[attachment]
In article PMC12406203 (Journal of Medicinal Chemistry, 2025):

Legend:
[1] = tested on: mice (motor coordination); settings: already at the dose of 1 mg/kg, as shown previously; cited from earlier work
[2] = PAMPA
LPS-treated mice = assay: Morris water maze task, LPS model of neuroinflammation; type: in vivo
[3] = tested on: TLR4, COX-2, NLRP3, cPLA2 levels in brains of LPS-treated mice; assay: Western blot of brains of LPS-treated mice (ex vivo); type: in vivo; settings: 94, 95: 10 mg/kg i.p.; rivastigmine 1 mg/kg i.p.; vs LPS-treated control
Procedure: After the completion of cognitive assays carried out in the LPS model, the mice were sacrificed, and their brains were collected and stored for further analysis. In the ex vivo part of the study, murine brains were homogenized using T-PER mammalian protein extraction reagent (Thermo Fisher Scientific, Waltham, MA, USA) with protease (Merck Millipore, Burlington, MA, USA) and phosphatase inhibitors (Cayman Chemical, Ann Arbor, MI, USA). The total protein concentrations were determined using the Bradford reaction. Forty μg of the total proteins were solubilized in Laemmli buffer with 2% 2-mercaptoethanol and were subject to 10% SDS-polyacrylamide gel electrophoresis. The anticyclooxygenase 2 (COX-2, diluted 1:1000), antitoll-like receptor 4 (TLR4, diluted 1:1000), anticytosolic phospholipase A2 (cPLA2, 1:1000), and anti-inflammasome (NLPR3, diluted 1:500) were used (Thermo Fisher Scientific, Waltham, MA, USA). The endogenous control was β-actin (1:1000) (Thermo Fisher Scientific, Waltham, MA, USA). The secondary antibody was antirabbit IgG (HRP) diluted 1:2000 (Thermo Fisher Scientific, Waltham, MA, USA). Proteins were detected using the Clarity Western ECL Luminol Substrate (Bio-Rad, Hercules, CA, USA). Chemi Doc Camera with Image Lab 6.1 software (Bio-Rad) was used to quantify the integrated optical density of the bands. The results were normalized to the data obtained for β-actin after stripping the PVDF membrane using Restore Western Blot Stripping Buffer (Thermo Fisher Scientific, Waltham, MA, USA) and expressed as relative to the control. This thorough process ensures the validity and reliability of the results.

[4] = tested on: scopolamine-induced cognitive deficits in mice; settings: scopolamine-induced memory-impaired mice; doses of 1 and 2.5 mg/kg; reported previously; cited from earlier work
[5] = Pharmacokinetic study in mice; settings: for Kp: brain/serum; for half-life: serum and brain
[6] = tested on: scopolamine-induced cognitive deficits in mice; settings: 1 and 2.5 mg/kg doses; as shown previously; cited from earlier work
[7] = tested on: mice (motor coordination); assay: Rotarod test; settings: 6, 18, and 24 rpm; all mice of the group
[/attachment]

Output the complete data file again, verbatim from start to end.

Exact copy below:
In article PMC12406203 (Journal of Medicinal Chemistry, 2025):

Legend:
[1] = tested on: mice (motor coordination); settings: already at the dose of 1 mg/kg, as shown previously; cited from earlier work
[2] = PAMPA
LPS-treated mice = assay: Morris water maze task, LPS model of neuroinflammation; type: in vivo
[3] = tested on: TLR4, COX-2, NLRP3, cPLA2 levels in brains of LPS-treated mice; assay: Western blot of brains of LPS-treated mice (ex vivo); type: in vivo; settings: 94, 95: 10 mg/kg i.p.; rivastigmine 1 mg/kg i.p.; vs LPS-treated control
Procedure: After the completion of cognitive assays carried out in the LPS model, the mice were sacrificed, and their brains were collected and stored for further analysis. In the ex vivo part of the study, murine brains were homogenized using T-PER mammalian protein extraction reagent (Thermo Fisher Scientific, Waltham, MA, USA) with protease (Merck Millipore, Burlington, MA, USA) and phosphatase inhibitors (Cayman Chemical, Ann Arbor, MI, USA). The total protein concentrations were determined using the Bradford reaction. Forty μg of the total proteins were solubilized in Laemmli buffer with 2% 2-mercaptoethanol and were subject to 10% SDS-polyacrylamide gel electrophoresis. The anticyclooxygenase 2 (COX-2, diluted 1:1000), antitoll-like receptor 4 (TLR4, diluted 1:1000), anticytosolic phospholipase A2 (cPLA2, 1:1000), and anti-inflammasome (NLPR3, diluted 1:500) were used (Thermo Fisher Scientific, Waltham, MA, USA). The endogenous control was β-actin (1:1000) (Thermo Fisher Scientific, Waltham, MA, USA). The secondary antibody was antirabbit IgG (HRP) diluted 1:2000 (Thermo Fisher Scientific, Waltham, MA, USA). Proteins were detected using the Clarity Western ECL Luminol Substrate (Bio-Rad, Hercules, CA, USA). Chemi Doc Camera with Image Lab 6.1 software (Bio-Rad) was used to quantify the integrated optical density of the bands. The results were normalized to the data obtained for β-actin after stripping the PVDF membrane using Restore Western Blot Stripping Buffer (Thermo Fisher Scientific, Waltham, MA, USA) and expressed as relative to the control. This thorough process ensures the validity and reliability of the results.

[4] = tested on: scopolamine-induced cognitive deficits in mice; settings: scopolamine-induced memory-impaired mice; doses of 1 and 2.5 mg/kg; reported previously; cited from earlier work
[5] = Pharmacokinetic study in mice; settings: for Kp: brain/serum; for half-life: serum and brain
[6] = tested on: scopolamine-induced cognitive deficits in mice; settings: 1 and 2.5 mg/kg doses; as shown previously; cited from earlier work
[7] = tested on: mice (motor coordination); assay: Rotarod test; settings: 6, 18, and 24 rpm; all mice of the group